It is unusual for modern computer and television screens to trigger seizures. But it could happen, depending on the screen or the images that you are looking at.
Types of screen
There are different types of screen which can be used with a computer or when watching television. These include cathode ray tube screens, liquid crystal screens and plasma screens.
Cathode ray tube screens
Cathode ray tube (CRT) screens use tubes to create a picture. They are the older style of screen and are large and bulky. They are prone to flickering.
Modern CRT screens have a ‘refresh’ rate of 100 times each second (100Hz). These are unlikely to trigger a seizure, unless they are faulty.
Older CRT screens may refresh the picture at a rate which could trigger a seizure, especially if you sit near to the screen.
Liquid crystal screens
Liquid crystal display (LCD), light-emitting diode (LED) and thin-film transistor (TFT-LCD) screens all use liquid crystals to create a picture. They are all thin and have a flat screen.
Liquid crystal screens don’t flicker and are far less likely to trigger a seizure than CRT screens. However, the risk of having a seizure is not removed entirely, because they are brighter and have more contrasting colours than CRT screens. Contrasting colours increase the risk of seizures.
Plasma display panel (PDP) screens use tiny gas plasma cells to create a picture. They are thin and have a flat screen.
Plasma screens don’t flicker and are far less likely to trigger a seizure than CRT screens. The risk of having a seizure is not removed entirely, because plasma screens are brighter and have more contrasting colours than both CRT and liquid crystal screens. Contrasting colours increase the risk of seizures.
Choosing a screen
If you have photosensitive epilepsy, the current advice is to use an LCD screen. This is the type that carries the least risk of triggering a seizure.
Images on computer and television screens
The content you look at on a computer or television could trigger seizures if it has any of the following.
- Flashing or flickering lights
For example, when there are a lot of press photographers on television, all using a camera flash at the same time.
- Rapidly changing images
For example, these may appear when you are playing on a games console.
- Contrasting or moving patterns
For example, these may appear when you are watching video clips on a computer.
In the UK, there are guidelines for TV broadcasters to restrict the use of images that may cause a problem for people with photosensitive epilepsy. They should also give a warning if a programme has images that could trigger a seizure. However, there is no guarantee that a warning will always be given.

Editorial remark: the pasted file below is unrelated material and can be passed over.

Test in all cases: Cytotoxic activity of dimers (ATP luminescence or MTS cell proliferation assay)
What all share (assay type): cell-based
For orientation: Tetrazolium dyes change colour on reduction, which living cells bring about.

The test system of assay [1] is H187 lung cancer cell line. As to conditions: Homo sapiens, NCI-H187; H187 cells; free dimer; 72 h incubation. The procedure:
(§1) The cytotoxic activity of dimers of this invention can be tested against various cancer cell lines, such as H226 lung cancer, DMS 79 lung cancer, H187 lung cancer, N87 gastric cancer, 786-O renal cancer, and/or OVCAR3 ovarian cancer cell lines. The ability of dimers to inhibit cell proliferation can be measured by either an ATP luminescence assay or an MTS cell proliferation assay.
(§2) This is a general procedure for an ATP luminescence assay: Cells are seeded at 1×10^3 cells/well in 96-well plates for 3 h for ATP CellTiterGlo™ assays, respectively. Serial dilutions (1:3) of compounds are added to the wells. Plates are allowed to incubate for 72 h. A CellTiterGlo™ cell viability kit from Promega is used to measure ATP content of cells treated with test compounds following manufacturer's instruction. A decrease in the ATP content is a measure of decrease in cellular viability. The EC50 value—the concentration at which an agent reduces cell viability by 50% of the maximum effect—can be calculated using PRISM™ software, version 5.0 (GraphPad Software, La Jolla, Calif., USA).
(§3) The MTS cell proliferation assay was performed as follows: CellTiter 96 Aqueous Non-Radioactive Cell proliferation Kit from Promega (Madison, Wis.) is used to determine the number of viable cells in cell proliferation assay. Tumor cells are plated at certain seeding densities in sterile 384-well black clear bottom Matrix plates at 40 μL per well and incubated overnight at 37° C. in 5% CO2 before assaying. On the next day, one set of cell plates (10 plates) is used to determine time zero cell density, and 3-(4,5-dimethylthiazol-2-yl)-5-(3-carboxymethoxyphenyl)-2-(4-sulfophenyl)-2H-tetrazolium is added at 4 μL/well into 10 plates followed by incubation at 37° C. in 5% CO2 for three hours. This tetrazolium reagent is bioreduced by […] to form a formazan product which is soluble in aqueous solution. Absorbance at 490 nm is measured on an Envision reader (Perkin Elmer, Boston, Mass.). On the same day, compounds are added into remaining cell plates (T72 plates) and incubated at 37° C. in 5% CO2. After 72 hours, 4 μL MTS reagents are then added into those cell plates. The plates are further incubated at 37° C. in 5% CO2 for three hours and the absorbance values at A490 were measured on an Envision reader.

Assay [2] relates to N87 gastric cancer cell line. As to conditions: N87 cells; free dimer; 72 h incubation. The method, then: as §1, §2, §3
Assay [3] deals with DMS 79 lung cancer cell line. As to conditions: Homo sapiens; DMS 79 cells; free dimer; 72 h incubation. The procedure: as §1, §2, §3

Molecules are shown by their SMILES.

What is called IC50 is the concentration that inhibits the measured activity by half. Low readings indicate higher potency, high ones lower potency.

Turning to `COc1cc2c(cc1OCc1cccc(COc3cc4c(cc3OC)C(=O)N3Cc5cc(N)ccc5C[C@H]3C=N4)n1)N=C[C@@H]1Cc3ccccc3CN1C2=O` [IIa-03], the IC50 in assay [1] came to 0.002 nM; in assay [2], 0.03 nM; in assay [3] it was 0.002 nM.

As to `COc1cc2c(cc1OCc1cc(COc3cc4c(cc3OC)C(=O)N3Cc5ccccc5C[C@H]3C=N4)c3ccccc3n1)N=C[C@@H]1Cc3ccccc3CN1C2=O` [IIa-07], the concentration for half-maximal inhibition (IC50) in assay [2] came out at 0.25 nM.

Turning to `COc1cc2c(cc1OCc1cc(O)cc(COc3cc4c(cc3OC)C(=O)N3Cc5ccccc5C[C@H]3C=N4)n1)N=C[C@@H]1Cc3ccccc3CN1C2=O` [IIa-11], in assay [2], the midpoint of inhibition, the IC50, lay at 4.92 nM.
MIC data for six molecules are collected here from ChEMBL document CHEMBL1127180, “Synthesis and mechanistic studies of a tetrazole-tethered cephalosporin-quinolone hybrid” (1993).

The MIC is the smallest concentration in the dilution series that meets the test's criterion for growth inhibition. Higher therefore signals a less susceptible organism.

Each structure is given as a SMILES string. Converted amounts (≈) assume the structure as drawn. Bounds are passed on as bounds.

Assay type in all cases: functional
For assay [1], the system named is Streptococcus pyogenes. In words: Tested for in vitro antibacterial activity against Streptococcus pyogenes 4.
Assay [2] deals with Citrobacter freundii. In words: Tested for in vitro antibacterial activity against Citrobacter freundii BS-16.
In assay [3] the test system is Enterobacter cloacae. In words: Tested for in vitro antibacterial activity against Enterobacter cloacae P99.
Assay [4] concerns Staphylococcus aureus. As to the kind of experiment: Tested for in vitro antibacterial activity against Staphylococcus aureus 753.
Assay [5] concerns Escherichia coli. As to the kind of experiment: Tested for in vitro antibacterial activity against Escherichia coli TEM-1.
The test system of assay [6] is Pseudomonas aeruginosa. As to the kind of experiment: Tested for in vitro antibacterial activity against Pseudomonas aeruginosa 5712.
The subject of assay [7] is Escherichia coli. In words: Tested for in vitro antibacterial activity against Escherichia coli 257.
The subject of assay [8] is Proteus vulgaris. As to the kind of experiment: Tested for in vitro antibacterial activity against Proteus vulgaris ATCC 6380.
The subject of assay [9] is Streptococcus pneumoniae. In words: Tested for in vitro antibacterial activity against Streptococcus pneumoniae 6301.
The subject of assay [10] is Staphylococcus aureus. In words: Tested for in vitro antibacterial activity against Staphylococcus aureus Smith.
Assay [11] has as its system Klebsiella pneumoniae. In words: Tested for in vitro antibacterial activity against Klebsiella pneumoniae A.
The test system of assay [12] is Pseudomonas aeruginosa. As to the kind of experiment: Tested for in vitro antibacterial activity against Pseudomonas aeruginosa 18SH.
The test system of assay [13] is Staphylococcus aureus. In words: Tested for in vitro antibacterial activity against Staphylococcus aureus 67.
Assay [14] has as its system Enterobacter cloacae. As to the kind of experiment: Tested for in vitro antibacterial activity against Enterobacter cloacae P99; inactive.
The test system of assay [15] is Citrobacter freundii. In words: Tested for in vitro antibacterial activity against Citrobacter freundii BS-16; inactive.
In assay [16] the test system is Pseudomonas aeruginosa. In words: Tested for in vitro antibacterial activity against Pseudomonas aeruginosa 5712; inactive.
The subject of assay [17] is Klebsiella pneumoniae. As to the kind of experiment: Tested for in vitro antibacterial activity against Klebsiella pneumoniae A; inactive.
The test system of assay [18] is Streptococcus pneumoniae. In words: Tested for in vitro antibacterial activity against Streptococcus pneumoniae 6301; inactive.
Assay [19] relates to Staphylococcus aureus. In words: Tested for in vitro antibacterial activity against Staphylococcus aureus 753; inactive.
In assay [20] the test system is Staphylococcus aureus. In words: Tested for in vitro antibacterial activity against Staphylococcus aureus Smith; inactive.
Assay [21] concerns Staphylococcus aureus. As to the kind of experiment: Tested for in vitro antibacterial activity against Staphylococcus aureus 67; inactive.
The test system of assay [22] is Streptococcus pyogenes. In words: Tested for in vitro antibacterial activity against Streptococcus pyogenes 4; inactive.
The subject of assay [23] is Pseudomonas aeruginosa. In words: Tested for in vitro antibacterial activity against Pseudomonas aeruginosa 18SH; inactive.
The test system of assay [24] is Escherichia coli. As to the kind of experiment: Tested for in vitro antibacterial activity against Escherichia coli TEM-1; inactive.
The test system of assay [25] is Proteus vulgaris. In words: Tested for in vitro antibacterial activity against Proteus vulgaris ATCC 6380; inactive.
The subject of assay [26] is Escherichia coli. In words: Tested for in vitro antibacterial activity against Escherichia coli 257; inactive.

General safety suggestions for watching television or using a computer
- Make sure that the room is well lit.
- Have a lamp lit close to the screen.
- If possible, use a liquid crystal or plasma screen and reduce the brightness setting.
- If you use a CRT screen, make sure that the ‘refresh’ rate is set to greater than 70Hz. Also make sure that the screen is in good working order.
- Consider covering one eye with something that won’t let light through, such as an eye patch. This will reduce the number of brain cells that are stimulated by any flashing or flickering. For most people with photosensitive epilepsy, this will minimise the risk of having a seizure.
- If you have any discomfort, such as dizziness, blurred vision, loss of awareness or muscle twitching, stop looking at the screen immediately.
- Take frequent breaks for rest and food.
Safety suggestions specific to watching television
- Sit or stand at a distance of at least 2.5 metres (8 feet) from the television.
- Use the remote control wherever possible - from a safe distance - to adjust the television or to change channels.
- If you have to go near the television, cover one of your eyes with the palm of your hand.
3D images do not have a higher risk of triggering a seizure than 2D images, as long as you follow these safety guidelines.
- Remove 3D glasses before you stop watching something in 3D. This is because the glasses flicker for a few seconds when 3D is turned off. This flickering could trigger a seizure.
- If you are using an active shutter 3D system, the television should not be placed near a window. When it is daylight, the active shutter glasses produce a flicker in the window. This could trigger a seizure.
Pay it forward
This resource is freely available as part of Epilepsy Action’s commitment to improving life for all those affected by epilepsy.
On average it costs £414 to produce an advice and information page – if you have valued using this resource, please text FUTURE to 70500 to donate £3 towards the cost of our future work. Terms and conditions. Thank you
Epilepsy Action would like to thank Professor G F A Harding, Emeritus Professor of Clinical Neurophysiology, Aston University and also Professor Stefano Seri, Professor of Clinical Neurophysiology at Aston University and Consultant at the Birmingham Children’s Hospital NHS Foundation Trust for their contribution to this information.
This information has been produced under the terms of The Information Standard.
Updated March 2015To be reviewed March 2018